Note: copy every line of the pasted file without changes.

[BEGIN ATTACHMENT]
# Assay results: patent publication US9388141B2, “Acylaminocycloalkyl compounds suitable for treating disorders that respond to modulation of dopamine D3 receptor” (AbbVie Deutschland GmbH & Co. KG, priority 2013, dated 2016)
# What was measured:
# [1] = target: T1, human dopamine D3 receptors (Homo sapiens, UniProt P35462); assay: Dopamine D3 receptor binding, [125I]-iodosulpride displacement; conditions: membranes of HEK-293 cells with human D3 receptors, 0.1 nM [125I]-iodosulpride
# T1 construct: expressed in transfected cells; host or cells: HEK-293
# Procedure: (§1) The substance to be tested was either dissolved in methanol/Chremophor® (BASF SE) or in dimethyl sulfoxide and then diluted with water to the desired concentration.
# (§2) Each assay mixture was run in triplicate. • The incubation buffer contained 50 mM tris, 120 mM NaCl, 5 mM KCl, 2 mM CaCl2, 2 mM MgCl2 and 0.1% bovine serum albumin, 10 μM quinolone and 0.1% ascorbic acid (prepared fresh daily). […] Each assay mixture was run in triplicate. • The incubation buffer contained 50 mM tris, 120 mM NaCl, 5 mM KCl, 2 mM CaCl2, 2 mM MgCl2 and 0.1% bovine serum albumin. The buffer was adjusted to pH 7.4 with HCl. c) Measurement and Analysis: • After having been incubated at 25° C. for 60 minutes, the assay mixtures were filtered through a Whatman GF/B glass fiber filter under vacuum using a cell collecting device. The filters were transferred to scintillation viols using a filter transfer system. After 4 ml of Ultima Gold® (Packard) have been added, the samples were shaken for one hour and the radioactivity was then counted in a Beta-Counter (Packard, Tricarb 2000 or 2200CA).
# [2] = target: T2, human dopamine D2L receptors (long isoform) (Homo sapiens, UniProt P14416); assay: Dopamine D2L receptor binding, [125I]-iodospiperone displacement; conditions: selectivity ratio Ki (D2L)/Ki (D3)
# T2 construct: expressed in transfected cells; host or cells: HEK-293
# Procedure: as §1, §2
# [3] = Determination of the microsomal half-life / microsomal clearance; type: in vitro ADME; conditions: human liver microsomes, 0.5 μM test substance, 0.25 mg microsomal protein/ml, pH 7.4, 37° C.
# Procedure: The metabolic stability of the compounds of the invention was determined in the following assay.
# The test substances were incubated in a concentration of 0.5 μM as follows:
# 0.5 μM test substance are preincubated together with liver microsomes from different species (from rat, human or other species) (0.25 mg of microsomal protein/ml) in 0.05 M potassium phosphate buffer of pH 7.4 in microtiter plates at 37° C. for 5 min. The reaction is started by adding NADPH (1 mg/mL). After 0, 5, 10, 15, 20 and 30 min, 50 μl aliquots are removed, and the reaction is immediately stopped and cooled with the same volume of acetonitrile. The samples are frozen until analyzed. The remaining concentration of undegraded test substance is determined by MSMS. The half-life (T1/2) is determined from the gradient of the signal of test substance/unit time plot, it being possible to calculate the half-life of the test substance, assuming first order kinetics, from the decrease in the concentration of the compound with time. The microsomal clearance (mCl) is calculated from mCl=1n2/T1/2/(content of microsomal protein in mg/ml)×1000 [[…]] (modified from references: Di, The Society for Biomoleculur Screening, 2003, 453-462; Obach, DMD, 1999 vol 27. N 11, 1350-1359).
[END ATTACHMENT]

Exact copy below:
# Assay results: patent publication US9388141B2, “Acylaminocycloalkyl compounds suitable for treating disorders that respond to modulation of dopamine D3 receptor” (AbbVie Deutschland GmbH & Co. KG, priority 2013, dated 2016)
# What was measured:
# [1] = target: T1, human dopamine D3 receptors (Homo sapiens, UniProt P35462); assay: Dopamine D3 receptor binding, [125I]-iodosulpride displacement; conditions: membranes of HEK-293 cells with human D3 receptors, 0.1 nM [125I]-iodosulpride
# T1 construct: expressed in transfected cells; host or cells: HEK-293
# Procedure: (§1) The substance to be tested was either dissolved in methanol/Chremophor® (BASF SE) or in dimethyl sulfoxide and then diluted with water to the desired concentration.
# (§2) Each assay mixture was run in triplicate. • The incubation buffer contained 50 mM tris, 120 mM NaCl, 5 mM KCl, 2 mM CaCl2, 2 mM MgCl2 and 0.1% bovine serum albumin, 10 μM quinolone and 0.1% ascorbic acid (prepared fresh daily). […] Each assay mixture was run in triplicate. • The incubation buffer contained 50 mM tris, 120 mM NaCl, 5 mM KCl, 2 mM CaCl2, 2 mM MgCl2 and 0.1% bovine serum albumin. The buffer was adjusted to pH 7.4 with HCl. c) Measurement and Analysis: • After having been incubated at 25° C. for 60 minutes, the assay mixtures were filtered through a Whatman GF/B glass fiber filter under vacuum using a cell collecting device. The filters were transferred to scintillation viols using a filter transfer system. After 4 ml of Ultima Gold® (Packard) have been added, the samples were shaken for one hour and the radioactivity was then counted in a Beta-Counter (Packard, Tricarb 2000 or 2200CA).
# [2] = target: T2, human dopamine D2L receptors (long isoform) (Homo sapiens, UniProt P14416); assay: Dopamine D2L receptor binding, [125I]-iodospiperone displacement; conditions: selectivity ratio Ki (D2L)/Ki (D3)
# T2 construct: expressed in transfected cells; host or cells: HEK-293
# Procedure: as §1, §2
# [3] = Determination of the microsomal half-life / microsomal clearance; type: in vitro ADME; conditions: human liver microsomes, 0.5 μM test substance, 0.25 mg microsomal protein/ml, pH 7.4, 37° C.
# Procedure: The metabolic stability of the compounds of the invention was determined in the following assay.
# The test substances were incubated in a concentration of 0.5 μM as follows:
# 0.5 μM test substance are preincubated together with liver microsomes from different species (from rat, human or other species) (0.25 mg of microsomal protein/ml) in 0.05 M potassium phosphate buffer of pH 7.4 in microtiter plates at 37° C. for 5 min. The reaction is started by adding NADPH (1 mg/mL). After 0, 5, 10, 15, 20 and 30 min, 50 μl aliquots are removed, and the reaction is immediately stopped and cooled with the same volume of acetonitrile. The samples are frozen until analyzed. The remaining concentration of undegraded test substance is determined by MSMS. The half-life (T1/2) is determined from the gradient of the signal of test substance/unit time plot, it being possible to calculate the half-life of the test substance, assuming first order kinetics, from the decrease in the concentration of the compound with time. The microsomal clearance (mCl) is calculated from mCl=1n2/T1/2/(content of microsomal protein in mg/ml)×1000 [[…]] (modified from references: Di, The Society for Biomoleculur Screening, 2003, 453-462; Obach, DMD, 1999 vol 27. N 11, 1350-1359).